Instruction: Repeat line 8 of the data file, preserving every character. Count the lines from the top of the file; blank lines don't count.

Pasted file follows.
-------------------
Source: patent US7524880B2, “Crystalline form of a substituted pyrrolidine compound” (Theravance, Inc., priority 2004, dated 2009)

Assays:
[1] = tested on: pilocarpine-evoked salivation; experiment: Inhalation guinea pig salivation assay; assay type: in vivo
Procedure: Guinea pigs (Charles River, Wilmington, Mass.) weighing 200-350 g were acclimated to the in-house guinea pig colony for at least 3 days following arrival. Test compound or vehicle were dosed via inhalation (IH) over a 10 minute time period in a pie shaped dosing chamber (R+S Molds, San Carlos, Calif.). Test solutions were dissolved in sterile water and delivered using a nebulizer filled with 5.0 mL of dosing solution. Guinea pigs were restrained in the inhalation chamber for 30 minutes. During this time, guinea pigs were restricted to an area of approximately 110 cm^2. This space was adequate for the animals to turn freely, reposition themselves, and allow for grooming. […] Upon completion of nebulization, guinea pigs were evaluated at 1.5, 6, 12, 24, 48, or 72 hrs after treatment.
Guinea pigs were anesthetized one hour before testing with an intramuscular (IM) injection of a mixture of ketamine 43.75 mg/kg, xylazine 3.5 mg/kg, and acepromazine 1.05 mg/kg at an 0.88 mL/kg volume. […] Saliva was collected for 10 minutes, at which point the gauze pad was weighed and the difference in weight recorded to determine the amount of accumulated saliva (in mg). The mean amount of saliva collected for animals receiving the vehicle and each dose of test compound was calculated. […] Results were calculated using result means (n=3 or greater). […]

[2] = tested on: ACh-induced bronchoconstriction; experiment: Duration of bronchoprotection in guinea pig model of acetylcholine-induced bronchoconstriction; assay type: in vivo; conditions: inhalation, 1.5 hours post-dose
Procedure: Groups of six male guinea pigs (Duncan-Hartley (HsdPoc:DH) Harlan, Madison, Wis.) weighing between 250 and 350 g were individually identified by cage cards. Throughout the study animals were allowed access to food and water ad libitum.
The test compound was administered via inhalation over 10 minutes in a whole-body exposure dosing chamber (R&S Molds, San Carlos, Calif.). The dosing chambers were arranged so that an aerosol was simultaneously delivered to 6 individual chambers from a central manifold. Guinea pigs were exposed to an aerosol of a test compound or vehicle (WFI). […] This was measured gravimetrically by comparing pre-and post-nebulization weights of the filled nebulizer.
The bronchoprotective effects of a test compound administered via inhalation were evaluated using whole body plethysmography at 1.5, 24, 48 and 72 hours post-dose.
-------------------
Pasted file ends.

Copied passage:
The test compound was administered via inhalation over 10 minutes in a whole-body exposure dosing chamber (R&S Molds, San Carlos, Calif.). The dosing chambers were arranged so that an aerosol was simultaneously delivered to 6 individual chambers from a central manifold. Guinea pigs were exposed to an aerosol of a test compound or vehicle (WFI). […] This was measured gravimetrically by comparing pre-and post-nebulization weights of the filled nebulizer.